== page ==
- Certain conservative sets or groups deeply believed that
to enhance or alter the work of the Almighty was harmful. Thus
they - and others - concluded the dressing table could then be
a very controversial piece of furniture.
- Where they were in use, Hurst and Prown point out individuals
sat in front of small mirrors and dolled up. Women dressed their
hair and applied lotions or perfumes. Men
shaved and tied back their hair or donned wigs over clean shaved
early 1700, a walnut dressing table might have included a bevelled
swinging glass inside a carved and gilt frame. Further beading
molding ornamentation might have been added to the taste of the
- Ironically, although the dressing table of the 18th century
would later be referred to by some as a lowboy, during that particular
century it was not.
- Scholars point out that while 18th century records mention
low chests and dressing tables, the lowboy reference
is absent. It didnt come into use until the 19th century.
- During the flow of the Queen Anne era, dressing tables became
even more elegant. One feature was a central recess for the knees
along with the addition of more drawers. At that time, the lifting
lid became more typical. The lifting lid basically provided a
hinged mirror plus more room for powder boxes and additional
- Examples from that era offered at modern auction gallery
auctions have included a 1740s piece with three long and three
short drawers; or a 1750s piece with a central drawer above two
- The (North American) dressing table of the early 18th
century, like that in France, became an important furnishing
because of the custom of women receiving visitors in the bedroom,
notes Rita Rief, author of The Antique Collectors Guide
to Styles and
Prices. More often than not, it appeared without the desk
portion in the back.
- By the 1750s, the lifting ledge of the dressing table was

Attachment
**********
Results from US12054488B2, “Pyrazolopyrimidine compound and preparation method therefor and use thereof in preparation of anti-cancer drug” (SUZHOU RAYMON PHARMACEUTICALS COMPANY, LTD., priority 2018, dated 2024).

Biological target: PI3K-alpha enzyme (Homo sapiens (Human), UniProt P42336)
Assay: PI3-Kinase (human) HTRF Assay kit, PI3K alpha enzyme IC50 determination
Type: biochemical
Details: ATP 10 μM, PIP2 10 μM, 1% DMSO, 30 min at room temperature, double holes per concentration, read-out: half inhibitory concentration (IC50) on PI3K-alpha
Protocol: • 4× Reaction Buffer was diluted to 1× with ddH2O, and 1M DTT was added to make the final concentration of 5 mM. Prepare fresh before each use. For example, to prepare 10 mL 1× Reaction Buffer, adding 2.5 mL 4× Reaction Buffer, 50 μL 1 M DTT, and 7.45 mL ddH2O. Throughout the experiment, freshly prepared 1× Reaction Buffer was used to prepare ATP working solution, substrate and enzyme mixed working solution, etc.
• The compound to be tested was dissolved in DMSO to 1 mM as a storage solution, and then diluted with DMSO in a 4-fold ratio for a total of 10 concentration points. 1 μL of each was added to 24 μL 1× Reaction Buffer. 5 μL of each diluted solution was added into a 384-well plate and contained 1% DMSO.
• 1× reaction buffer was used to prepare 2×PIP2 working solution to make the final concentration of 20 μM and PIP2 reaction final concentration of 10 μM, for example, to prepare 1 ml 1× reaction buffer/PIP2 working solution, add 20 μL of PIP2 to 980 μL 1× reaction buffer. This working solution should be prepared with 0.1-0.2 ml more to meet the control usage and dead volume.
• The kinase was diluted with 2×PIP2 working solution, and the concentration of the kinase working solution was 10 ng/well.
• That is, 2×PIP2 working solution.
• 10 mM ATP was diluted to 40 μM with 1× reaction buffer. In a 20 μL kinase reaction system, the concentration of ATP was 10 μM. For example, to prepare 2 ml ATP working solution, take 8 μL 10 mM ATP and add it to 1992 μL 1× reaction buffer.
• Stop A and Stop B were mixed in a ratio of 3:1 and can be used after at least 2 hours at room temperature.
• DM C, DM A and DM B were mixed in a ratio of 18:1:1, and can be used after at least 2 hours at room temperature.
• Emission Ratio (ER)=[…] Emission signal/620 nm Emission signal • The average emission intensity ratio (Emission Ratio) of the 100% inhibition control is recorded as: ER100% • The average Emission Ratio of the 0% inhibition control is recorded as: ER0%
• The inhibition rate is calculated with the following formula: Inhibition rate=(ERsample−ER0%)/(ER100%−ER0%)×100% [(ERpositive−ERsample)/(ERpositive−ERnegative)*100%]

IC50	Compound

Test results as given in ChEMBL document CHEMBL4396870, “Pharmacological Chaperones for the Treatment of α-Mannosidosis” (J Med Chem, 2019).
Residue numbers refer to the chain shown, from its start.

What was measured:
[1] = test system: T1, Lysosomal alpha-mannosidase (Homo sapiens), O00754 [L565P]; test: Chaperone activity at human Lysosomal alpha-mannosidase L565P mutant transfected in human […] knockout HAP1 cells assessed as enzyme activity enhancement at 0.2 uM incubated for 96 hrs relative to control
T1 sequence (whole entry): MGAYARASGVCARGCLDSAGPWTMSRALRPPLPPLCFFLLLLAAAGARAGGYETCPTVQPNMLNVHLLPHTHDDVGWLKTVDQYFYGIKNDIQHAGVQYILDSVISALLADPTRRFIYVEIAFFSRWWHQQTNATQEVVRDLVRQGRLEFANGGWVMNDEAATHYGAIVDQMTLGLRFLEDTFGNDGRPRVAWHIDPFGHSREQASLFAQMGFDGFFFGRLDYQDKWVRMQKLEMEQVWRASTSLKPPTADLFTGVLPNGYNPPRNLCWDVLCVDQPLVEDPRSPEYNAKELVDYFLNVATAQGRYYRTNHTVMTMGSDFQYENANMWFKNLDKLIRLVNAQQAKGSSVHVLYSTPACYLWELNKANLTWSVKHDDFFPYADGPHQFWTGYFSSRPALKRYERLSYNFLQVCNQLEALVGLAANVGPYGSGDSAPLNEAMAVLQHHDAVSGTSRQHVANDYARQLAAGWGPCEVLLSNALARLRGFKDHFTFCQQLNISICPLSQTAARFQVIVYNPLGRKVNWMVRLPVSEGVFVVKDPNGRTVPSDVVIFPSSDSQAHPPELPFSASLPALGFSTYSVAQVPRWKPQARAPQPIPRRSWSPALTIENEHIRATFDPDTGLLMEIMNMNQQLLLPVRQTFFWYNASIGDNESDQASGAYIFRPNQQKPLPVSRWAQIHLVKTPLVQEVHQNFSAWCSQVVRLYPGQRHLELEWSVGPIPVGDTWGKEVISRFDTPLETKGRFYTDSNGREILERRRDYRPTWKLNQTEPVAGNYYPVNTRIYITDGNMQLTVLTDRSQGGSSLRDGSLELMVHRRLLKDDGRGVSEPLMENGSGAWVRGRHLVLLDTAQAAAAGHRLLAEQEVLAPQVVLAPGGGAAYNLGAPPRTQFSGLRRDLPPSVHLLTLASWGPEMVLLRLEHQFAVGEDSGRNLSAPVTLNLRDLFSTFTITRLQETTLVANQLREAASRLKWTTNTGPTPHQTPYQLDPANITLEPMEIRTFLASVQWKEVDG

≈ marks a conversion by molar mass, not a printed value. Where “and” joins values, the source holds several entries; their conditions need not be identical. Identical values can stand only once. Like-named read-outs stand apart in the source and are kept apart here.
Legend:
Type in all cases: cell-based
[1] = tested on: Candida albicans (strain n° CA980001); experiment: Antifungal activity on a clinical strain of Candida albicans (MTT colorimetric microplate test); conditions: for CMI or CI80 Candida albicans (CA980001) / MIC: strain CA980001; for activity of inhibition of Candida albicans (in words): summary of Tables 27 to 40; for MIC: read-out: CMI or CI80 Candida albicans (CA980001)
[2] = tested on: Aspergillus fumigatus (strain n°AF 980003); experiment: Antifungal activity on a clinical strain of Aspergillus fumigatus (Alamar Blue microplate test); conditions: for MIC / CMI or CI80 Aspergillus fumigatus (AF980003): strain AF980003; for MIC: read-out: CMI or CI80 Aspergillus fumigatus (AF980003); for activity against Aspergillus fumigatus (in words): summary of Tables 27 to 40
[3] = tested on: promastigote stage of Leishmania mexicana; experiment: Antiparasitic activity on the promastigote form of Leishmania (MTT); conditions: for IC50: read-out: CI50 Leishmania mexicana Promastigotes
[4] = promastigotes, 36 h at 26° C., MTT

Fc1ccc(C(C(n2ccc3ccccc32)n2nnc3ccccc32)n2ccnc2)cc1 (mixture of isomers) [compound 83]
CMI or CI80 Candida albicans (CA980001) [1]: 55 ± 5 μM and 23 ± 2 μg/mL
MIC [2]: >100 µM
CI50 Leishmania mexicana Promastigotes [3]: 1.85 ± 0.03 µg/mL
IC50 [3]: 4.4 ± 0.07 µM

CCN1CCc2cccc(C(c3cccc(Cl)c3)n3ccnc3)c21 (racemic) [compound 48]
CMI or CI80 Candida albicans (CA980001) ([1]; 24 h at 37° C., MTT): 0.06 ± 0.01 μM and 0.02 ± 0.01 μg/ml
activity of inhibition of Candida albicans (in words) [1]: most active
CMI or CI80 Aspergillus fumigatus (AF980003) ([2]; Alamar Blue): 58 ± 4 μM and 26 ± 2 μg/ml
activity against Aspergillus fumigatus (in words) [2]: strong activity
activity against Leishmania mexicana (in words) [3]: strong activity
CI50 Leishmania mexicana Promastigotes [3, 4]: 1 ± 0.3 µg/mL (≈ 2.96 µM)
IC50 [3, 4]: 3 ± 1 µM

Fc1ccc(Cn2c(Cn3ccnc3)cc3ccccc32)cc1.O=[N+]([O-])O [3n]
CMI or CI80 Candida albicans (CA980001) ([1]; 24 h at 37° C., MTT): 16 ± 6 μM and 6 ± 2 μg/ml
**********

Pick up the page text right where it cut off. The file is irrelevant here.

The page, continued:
being replaced by a top drawer made to pull out on runners. Separate
swinging glass mirrors were also mounted on side pillars in some
- Additionally, around the middle of the 18th century top drawers
were cloth lined, and at times adjustable racks of mirrors were
Period dressing tables, seen in the latter part of the 18th century,
were often squaretopped and frequently included small handkerchief
drawers as well.
- As North America entered the 19th century, the kneehole dressing
table was a common sight in the homes of the well-to-do. Numerous
mirrors enabled the lady of the house to apply an increasing
variety of cosmetic at her leisure.
- Sometimes the tables were referenced as lowboys to correspond
with the bedrooms taller chest or highboy. Later the term
might simply be vanity table.
- Today, classic dressing tables of the past appear in leading
antique venues and often command princely sums from serious collectors
of fine furniture.
- Photo 1 - Queen Anne carved walnut dressing table or lowboy
- Photo 2 - Chippendale shell-carved walnut dressing table
ca 1750s (Skinner Inc.)
- Photo 3 - Chippendale shell-carved walnut dressing table
ca 1750s (Skinner Inc.)
- Photo 4 - Federal paint-decorated dressing table, early 19th
century (Skinner Inc.)
- Robert Reed has written on antiques and collectibles for
more than two decades. He has also authored 15 books, including
his recently released Antiques and Collectible Dictionary, available